It is tough but rewarding work, they say. "It’s an exhausting effort that we’re putting in, but I think everybody feels very strongly about it," Hartigan tells the Crimson. "You can legitimately change people’s lives, and take a really bad situation and do something that can really be beneficial." It is worthy of note that law students perform a valuable service by representing low-income clients who come into their legal clinics. It is even more noteworthy, perhaps, when the students leave the clinics and take their legal advice to the streets.

December 12, 2008 | Permalink | Comments (0)

Blogging About the Bill of Rights

Pardon my cynicism as I read President Bush's declaration of Monday, Dec. 15, as Bill of Rights Day. Now he remembers the Bill of Rights! The proclamation, which also made Wednesday Human Rights Day and this Human Rights Week, is republished at Blawg Review. As to that, I have no cynicism whatsoever, given that the anonymous Blawg Review editor's purpose is to encourage legal bloggers to write this week about the principles of human rights and civil liberties.

Monday's Bill of Rights Day edition of Blawg Review is being hosted by the often-irreverent civil libertarian Marc Randazza at his blog The Legal Satyricon. If you do as Ed. urges and write about these subjects, make sure you let Randazza know. Perhaps your post will make it into the annals of Bill of Rights Day. As President Bush says, "As we remember the enduring importance of our Constitution's Bill of Rights, our thoughts turn to those who have yet to secure these precious liberties." We can only assume he is referring to the detainees at Guantanamo.

December 12, 2008 | Permalink | Comments (1)

Handicapping the Blawg 100 Derby

We thought we'd head over to the track and check in on the standings as voting continues at The Blawg 100, the ABA Journal's second annual listing of the best legal blogs. As we noted here recently, the magazine's editors named their top 100 picks and now it is up to the readers to vote for their favorites in each of the categories. And, yes, we have a horse or three in this race, with this blog having been named among the best in the News category, co-writer Carolyn Elefant's blog having been honored in the Careers category, and the Lawyer2Lawyer podcast I co-host with blogger J. Craig Williams selected for the Podcast category.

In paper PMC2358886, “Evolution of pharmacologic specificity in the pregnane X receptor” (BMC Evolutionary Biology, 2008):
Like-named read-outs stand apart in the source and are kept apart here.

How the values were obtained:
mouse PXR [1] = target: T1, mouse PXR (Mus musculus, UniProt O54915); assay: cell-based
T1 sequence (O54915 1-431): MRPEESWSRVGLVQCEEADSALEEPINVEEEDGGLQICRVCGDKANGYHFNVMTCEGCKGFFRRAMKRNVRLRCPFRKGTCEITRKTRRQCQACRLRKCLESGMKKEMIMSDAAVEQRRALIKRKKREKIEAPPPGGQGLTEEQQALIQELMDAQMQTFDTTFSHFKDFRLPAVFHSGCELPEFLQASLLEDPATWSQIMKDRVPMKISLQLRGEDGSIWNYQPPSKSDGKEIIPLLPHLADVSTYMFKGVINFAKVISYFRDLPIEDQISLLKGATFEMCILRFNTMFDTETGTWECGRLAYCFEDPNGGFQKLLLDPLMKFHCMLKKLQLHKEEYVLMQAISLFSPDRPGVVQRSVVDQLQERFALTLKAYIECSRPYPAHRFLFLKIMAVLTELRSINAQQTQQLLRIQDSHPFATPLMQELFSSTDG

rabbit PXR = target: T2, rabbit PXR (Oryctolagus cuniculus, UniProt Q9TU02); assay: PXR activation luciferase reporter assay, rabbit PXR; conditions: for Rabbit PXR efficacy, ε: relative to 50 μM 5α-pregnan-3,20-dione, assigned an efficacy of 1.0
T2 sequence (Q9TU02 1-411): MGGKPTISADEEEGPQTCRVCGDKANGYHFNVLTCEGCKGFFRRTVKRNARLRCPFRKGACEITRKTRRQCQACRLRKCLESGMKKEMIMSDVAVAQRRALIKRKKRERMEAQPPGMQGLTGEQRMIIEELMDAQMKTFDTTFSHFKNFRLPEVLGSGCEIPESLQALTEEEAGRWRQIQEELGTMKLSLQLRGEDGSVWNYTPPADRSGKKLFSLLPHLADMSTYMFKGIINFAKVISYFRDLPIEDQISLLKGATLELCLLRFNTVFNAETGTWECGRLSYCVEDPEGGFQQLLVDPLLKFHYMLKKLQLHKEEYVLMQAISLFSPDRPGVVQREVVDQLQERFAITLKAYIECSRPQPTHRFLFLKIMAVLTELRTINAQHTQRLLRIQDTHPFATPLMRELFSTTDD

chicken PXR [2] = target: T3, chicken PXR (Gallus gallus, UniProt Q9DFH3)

Voting continues through Jan. 2, but as we round this early curve, here is the leaderboard for the various categories:

Plenty of time to register your vote, so it remains anyone's race. However, should Legal Blog Watch miraculously catapult to the top, we promise to name all of you to our cabinet.

December 12, 2008 | Permalink | Comments (0)

The Best Legal Technology Products

By way of Law Technology News editor Monica Bay's blog The Common Scold comes news of LTN's annual vendor awards for the best legal technology products, as voted by the magazine's readers. Gold, silver and bronze awards are given in each of 25 categories covering e-discovery, case management, collaboration, practice management, time and billing, trial presentation and more.

Winner of the gold award for best new product of the year is Acrobat 9 Pro Extended from Adobe Systems. Silver and bronze winners in the category are Tab3 & PracticeMaster Version 14.3 and Clearwell E-Discovery Platform, respectively. Among top winners in other categories:

  • Case management for large firms: CaseMap 7.5
  • Case management for smaller firms: ProLaw
  • Collaboration tool: Total Litigator
  • Docketing and calendar: Time Matters
  • Document management: WorkSite
  • Knowledge management: LexisNexis Total Search
  • Litigation support: Concordance 2007
  • Time and billing for large firms: Elite Billing Manager
  • Time and billing for smaller firms: Tabs3 Billing Software

In several e-discovery categories, awards went to CT Summation CaseVault, Kroll Ontrack Data Collection, Law Prediscovery 5.2 and Concordance 2007, among others. The full list of award winners is available at Law Technology News.

December 12, 2008 | Permalink | Comments (1)